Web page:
Early last year I received a tour request from a gal in Sacramento. She explained that her and a bunch of girls were coming to Napa to celebrate a 30th birthday and would I please provide them with some hotel suggestions. I gave them the standard list of the Andaz, Westin, Hilton Garden Inn, Marriott, and Best Western Ivy. She wrote back and said they were looking for cheap hotels but never mind, they found one. The next email asked what the tasting fees were like and they would like to splurge on one place. I wrote back and told them the average is about $25 per person for walk in tasting rooms and some great “splurges” would be Inglenook, Del Dotto, and Schramsberg and then I provided a price. Her response was, “WOW! I didn’t know it would be so expensive, are there any places with free tastings?” Feeling snarky and irritated I replied, “Sure, Sutter Home” to which her response was, “We Love Sutter Home!!”
Feeling humbled by her response and ashamed of my snotty attitude I planned their budget conscious day: Artesa, where I had 2 for 1 coupons, Heitz (Free tastings) and Sutter Home. They made their own lunch and would eat in the car.
I picked up the girls at the hotel and we commenced our day. They had told me they planned to have me for 6 hours. As the day progressed and the wine loosened their lips I began to learn their stories. One was going through a devastating divorce. She was unemployed and had moved back in with her dad. The other had a husband deployed in the military and she was caring for their 3 kids. It became very evident that each penny spent on this trip was a huge sacrifice.
At the end of the day, I was handed an envelope with cash. On the outside of the envelope were handwritten notes about the anticipated expenses of the day and what each gal owed. There was a check mark by each girl’s name; I’m assuming the check mark happened as each girl paid. I could see my total for the driver, $250 for 6 hours. I counted the money and that’s exactly what I received, $250 for 6 hours. No tip.
Anyone who knows me knows that cheap people are my pet peeve. I can’t stand people who don’t care how insulting they are to me as long as they get a deal. People who try to constantly “get over” are people who are promptly placed in my “Customers I Don’t Want Back” file. I can’t stand the couple who wears their designer this and designer that and talks about their trip to Tuscany, Paris, and Timbuktu, but can’t buy one stinking bottle from a winemaker who took 1.5 hours out of his/her day to give them that one on one experience they begged for. Or the person who when I tell them my total at the end of the day which reflects the price and agreement made prior, tries to get me to give them a discount just because. Or the referral who had no problem paying for expensive tastings at Nickel and Nickel and Opus, but at the end of the tour threatened to tell the people who gave the referral that we were terrible unless we gave them a discount. Those people I can’t stand and I don’t want as customers.But these girls? Not a problem. They weren’t being cheap, they were being broke. And as someone who spent a lot of years as a single mom and has a couple of divorces under her belt, I can completely understand. I know what it’s like to try to go on a little vacation and have to sweat over every penny spent from the coffee in the morning to the gas I have to put in my car to get home. As a matter of fact, I remember a private boat I hired in Florida about 17 years ago to go look at dolphins. I totally didn’t even think to tip the guy. I had scrimped and saved just to pay for the charter. I had to work extra hours to have enough money to pay for the dolphin fish (Mahi Mahi) sandwiches on Cabbage Key. The kids weren’t allowed to order any drinks or desserts because that would break the budget. My stress at trying to give my kids a great vacation totally made me forget to give a gratuity to a boat captain that gave us an unforgettable experience.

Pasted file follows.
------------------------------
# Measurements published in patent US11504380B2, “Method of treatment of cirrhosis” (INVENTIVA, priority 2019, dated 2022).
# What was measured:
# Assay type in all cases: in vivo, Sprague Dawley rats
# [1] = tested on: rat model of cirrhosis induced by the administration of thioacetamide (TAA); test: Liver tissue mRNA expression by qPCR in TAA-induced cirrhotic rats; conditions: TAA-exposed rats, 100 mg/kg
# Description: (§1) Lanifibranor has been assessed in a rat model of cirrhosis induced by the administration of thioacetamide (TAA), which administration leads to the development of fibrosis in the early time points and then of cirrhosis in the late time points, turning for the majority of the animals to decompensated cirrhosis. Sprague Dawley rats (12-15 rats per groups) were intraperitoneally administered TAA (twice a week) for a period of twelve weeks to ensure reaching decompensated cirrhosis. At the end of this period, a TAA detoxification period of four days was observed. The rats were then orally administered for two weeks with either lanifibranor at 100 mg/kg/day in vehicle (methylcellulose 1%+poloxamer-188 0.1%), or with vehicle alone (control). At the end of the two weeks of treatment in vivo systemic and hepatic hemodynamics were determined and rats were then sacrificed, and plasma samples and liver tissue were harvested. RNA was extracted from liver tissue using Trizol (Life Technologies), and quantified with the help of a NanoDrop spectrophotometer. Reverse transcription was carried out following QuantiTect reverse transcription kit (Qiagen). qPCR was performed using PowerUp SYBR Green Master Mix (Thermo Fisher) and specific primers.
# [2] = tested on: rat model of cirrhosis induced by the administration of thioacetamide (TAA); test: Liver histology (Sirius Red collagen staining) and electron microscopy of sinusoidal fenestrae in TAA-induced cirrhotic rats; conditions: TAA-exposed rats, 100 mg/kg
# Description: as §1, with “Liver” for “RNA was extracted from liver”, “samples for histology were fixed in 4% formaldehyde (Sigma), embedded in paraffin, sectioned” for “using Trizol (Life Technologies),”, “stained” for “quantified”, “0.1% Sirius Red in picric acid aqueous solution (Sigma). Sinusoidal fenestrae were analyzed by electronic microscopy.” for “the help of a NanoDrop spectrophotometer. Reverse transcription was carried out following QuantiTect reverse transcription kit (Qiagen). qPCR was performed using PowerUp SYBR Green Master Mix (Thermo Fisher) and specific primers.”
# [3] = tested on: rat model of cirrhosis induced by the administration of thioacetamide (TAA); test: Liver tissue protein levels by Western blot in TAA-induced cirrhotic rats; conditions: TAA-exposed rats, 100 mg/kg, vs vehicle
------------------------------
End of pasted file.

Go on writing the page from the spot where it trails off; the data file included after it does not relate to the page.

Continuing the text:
We of course want and depend on tips. But when one is not given, or is rather low, it’s not the action that matters to me, it’s the attitude behind it. We have great compassion on people who are on a budget but still want to experience Napa. And guess what? We want you to experience Napa too. Napa will never be cheap, but we will certainly help you find the places that will be easiest on your wallet. What we don’t want is to for our time and expertise to be disrespected just so someone can save a dollar.